China: Nervous over US Policy Management
As taxpayers, politicians, journalists and wonks grapple with the wide-ranging fiscal plan launched by the chairmen of the President’s debt commission and the fiscal process recommendations issued by our own Peterson-Pew Commission on Budget Reform yesterday, we have gotten a message from the others side of the Pacific about how big the stakes are internationally – although the timing is coincidental.
On the eve of the G-20, one of China’s large debt ratings agencies slightly downgraded US sovereign debt, from AA to A+ with a “negative outlook”. (In contrast, the major global ratings agencies have not downgraded US debt from the highest credit ratings.) The Dagong Global Credit Rating Co. tied its downgrade to the Fed’s recent decision to provide more stimulus to the economy through a second round of large scale purchases of government debt (known as “quantitative easing” or QE2).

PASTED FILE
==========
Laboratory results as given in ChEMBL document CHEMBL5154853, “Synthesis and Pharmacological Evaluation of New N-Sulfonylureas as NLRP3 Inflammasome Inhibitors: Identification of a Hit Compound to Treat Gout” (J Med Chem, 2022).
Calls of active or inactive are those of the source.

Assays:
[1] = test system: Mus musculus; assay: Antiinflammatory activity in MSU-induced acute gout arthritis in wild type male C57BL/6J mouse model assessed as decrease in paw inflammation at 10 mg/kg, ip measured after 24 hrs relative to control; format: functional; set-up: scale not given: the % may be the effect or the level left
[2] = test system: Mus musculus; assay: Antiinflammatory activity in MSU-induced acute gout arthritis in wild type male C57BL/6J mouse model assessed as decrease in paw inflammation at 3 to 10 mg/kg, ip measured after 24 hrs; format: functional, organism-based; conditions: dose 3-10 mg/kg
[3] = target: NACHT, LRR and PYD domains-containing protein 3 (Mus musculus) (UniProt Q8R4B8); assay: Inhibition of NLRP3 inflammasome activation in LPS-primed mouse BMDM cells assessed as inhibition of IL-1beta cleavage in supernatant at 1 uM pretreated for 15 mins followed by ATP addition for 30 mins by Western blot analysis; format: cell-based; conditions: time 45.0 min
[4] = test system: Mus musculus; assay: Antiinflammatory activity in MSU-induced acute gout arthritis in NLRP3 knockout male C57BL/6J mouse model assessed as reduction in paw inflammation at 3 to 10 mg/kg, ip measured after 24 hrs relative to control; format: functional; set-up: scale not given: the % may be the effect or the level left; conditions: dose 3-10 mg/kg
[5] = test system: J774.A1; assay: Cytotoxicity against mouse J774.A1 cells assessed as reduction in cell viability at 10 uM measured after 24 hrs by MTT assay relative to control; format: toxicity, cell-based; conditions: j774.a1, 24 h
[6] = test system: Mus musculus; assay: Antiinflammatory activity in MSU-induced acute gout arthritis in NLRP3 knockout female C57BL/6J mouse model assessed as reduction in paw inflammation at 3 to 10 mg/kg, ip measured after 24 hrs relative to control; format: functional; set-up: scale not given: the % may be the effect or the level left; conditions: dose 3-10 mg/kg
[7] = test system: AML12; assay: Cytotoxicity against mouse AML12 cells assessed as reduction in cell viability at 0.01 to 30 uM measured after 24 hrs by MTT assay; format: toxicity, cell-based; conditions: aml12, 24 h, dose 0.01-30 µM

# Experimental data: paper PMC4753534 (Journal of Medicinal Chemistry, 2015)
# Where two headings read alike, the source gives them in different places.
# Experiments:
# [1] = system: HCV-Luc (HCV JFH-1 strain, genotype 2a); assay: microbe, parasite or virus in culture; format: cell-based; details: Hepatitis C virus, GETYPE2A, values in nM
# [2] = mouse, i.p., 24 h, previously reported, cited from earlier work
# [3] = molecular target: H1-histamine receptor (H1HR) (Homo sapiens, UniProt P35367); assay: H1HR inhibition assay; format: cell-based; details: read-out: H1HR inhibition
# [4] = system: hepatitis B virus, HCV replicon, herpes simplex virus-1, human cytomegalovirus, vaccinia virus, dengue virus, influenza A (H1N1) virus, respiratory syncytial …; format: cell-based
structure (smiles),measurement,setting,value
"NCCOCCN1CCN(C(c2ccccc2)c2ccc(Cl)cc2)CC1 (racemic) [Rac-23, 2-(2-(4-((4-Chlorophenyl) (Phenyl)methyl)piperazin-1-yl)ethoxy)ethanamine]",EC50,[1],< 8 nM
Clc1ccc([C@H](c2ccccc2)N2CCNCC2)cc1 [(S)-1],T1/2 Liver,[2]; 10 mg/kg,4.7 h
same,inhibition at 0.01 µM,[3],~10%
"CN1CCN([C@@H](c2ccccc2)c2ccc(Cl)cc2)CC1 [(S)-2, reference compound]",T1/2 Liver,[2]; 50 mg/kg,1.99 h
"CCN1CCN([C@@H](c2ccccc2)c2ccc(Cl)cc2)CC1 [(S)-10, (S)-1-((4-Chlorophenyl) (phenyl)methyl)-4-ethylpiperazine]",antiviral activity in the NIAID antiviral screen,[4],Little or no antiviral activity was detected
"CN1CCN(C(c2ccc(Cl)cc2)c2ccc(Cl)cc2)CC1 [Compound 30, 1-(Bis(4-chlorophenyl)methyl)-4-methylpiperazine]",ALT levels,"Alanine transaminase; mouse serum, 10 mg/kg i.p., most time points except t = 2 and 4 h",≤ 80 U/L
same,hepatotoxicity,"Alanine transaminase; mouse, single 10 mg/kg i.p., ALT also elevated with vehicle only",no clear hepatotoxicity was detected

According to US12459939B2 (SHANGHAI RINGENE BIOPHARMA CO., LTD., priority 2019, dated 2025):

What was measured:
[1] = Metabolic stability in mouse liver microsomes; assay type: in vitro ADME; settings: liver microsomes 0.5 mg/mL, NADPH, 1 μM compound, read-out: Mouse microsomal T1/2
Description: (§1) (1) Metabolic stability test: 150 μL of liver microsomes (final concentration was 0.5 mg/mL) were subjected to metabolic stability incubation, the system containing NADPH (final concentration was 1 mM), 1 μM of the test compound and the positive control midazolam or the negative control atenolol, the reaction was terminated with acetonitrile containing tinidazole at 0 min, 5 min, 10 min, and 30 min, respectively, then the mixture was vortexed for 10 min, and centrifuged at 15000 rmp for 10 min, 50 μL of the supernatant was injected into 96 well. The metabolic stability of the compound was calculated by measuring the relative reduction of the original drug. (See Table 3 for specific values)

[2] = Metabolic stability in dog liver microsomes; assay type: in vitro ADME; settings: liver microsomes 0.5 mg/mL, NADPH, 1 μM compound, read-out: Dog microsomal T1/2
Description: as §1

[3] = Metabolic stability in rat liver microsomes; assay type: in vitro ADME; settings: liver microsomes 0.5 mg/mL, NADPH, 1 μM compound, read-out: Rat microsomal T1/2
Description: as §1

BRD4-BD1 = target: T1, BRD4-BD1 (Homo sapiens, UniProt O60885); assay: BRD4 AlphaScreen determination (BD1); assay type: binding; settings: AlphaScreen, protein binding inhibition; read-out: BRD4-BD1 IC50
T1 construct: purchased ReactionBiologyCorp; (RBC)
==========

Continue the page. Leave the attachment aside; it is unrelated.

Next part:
According to Dagong, plus recent statements by a top advisor to China’s central bank and Vice Minister Zhu Guangyao, the worries are that: the Fed’s QE2 increases the risk of US inflation; the Fed is monetizing the large US fiscal debt; and the Fed’s new policy move is lowering the dollar, which will help US – and hurt China’s – competitiveness and devalue China’s holdings of US debt (largely dollar-denominated).
Apart from the issue of whether the Fed’s actions were appropriate, the reactions of Dagong and top Chinese leaders illustrate the sensitivity of the Chinese to our debt situation – no matter what we do.
Reactions to the Fed’s move show that if the Fed does all the heavy lifting on the economy and the prospects for managing our fiscal house are bleak, our creditors will be worried, too. To get our fiscal house in order is important for domestic and international reasons – and it is impossible to separate the two worlds.
It is time for the serious fiscal conversation to start in America.